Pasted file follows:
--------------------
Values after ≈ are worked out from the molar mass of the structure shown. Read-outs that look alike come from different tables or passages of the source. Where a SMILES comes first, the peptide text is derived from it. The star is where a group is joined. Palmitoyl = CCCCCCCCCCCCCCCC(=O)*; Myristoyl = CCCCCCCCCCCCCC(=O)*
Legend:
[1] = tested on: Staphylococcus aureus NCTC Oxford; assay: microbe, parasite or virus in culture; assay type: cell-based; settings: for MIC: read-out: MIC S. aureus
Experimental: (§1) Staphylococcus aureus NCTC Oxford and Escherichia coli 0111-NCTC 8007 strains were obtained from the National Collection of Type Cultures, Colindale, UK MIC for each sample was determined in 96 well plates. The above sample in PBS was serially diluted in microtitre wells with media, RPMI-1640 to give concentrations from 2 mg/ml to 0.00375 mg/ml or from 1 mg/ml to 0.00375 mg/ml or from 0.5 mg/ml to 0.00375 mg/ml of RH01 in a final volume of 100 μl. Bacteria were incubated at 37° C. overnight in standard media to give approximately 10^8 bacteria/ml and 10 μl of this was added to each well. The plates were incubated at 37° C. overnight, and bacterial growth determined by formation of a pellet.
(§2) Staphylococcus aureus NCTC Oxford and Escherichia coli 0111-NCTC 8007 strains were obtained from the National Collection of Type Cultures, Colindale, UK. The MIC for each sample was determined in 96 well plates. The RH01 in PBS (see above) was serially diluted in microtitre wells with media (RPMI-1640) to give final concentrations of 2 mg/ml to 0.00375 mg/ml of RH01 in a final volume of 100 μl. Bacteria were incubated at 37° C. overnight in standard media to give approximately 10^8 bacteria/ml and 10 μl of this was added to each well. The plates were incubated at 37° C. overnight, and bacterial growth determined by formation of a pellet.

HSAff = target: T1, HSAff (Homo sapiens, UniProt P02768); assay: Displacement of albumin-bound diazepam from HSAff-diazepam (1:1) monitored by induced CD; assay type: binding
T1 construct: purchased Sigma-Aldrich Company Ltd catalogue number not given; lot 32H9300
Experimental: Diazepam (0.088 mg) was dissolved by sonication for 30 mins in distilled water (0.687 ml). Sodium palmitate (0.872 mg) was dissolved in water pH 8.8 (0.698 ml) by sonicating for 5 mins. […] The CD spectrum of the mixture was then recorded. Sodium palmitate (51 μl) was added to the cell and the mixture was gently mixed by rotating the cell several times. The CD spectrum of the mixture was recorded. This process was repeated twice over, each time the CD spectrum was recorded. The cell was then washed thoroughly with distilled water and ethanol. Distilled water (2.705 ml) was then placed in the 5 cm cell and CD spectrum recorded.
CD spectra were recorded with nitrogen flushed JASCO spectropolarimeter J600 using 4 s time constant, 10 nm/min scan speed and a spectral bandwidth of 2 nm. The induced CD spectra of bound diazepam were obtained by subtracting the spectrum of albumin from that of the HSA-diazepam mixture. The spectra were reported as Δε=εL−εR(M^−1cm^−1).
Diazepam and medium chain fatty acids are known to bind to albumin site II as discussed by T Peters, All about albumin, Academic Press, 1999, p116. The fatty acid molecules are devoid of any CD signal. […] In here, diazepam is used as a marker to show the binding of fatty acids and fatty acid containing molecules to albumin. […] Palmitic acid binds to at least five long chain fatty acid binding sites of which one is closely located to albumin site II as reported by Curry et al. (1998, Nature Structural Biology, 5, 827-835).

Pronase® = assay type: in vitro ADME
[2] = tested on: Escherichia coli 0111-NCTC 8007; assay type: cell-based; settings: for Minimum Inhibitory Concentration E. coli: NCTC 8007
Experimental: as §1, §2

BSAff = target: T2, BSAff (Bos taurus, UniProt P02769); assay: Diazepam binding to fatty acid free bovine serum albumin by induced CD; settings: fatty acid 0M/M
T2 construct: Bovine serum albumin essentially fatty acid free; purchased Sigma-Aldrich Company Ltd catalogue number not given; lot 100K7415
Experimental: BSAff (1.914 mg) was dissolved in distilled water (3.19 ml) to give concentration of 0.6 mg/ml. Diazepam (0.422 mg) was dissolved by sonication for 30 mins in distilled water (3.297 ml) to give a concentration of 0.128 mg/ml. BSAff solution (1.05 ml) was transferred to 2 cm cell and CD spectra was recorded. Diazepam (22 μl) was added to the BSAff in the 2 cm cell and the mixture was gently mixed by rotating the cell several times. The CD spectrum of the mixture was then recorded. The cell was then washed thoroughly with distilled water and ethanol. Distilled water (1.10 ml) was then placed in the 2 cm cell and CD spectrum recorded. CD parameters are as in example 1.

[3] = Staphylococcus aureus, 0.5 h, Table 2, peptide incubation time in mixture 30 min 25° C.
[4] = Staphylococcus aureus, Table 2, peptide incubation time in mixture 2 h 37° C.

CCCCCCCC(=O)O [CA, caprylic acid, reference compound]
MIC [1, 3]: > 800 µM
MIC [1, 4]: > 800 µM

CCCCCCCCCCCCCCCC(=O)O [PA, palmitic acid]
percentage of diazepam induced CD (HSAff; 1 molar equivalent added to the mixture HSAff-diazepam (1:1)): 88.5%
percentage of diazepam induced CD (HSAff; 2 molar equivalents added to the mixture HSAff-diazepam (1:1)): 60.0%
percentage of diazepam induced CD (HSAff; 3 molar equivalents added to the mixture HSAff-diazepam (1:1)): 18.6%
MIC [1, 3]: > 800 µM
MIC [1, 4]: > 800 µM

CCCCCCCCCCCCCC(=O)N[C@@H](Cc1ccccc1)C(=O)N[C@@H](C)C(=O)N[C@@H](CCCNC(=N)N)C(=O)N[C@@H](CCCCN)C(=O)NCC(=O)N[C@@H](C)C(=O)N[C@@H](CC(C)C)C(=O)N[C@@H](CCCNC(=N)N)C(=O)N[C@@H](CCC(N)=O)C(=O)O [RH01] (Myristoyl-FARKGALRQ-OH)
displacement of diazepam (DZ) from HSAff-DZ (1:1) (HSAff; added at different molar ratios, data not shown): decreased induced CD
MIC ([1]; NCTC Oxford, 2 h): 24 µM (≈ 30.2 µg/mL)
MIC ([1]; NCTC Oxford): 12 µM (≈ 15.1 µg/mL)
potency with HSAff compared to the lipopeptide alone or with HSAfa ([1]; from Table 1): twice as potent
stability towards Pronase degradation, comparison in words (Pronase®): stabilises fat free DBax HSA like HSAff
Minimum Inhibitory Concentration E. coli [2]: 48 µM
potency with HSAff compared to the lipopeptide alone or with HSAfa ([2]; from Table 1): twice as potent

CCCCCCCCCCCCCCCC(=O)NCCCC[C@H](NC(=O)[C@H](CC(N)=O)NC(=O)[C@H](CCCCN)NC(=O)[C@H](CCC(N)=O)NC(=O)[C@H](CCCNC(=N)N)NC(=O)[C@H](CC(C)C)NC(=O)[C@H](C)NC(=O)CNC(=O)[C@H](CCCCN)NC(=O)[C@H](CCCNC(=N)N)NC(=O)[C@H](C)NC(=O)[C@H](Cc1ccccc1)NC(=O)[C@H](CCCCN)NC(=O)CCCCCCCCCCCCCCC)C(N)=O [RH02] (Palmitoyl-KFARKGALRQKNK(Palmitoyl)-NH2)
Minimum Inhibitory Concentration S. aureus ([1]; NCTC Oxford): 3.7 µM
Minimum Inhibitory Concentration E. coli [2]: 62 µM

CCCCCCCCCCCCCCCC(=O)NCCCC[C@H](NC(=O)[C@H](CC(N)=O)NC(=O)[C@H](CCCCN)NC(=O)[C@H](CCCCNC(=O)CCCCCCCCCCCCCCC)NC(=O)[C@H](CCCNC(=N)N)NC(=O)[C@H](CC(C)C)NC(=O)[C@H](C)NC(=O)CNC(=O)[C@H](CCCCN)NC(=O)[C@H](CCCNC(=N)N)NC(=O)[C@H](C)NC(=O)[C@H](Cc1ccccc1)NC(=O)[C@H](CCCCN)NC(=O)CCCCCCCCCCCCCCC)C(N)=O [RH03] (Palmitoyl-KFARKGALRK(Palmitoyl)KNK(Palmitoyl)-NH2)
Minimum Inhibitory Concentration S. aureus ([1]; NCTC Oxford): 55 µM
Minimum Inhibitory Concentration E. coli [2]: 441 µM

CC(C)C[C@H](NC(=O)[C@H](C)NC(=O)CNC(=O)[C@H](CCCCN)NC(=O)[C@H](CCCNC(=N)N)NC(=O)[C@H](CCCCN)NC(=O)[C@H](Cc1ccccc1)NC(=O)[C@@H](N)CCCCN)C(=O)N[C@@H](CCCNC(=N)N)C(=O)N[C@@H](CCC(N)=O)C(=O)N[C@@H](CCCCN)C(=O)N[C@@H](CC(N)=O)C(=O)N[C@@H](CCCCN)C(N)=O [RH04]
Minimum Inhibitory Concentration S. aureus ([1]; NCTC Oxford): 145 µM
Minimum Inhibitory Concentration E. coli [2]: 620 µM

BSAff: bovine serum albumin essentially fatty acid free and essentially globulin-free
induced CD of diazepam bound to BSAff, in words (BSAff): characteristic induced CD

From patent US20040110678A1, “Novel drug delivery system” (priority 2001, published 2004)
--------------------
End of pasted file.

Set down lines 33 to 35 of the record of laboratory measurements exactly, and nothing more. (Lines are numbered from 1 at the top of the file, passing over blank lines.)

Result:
stability towards Pronase degradation, comparison in words (Pronase®): stabilises fat free DBax HSA like HSAff
Minimum Inhibitory Concentration E. coli [2]: 48 µM
potency with HSAff compared to the lipopeptide alone or with HSAfa ([2]; from Table 1): twice as potent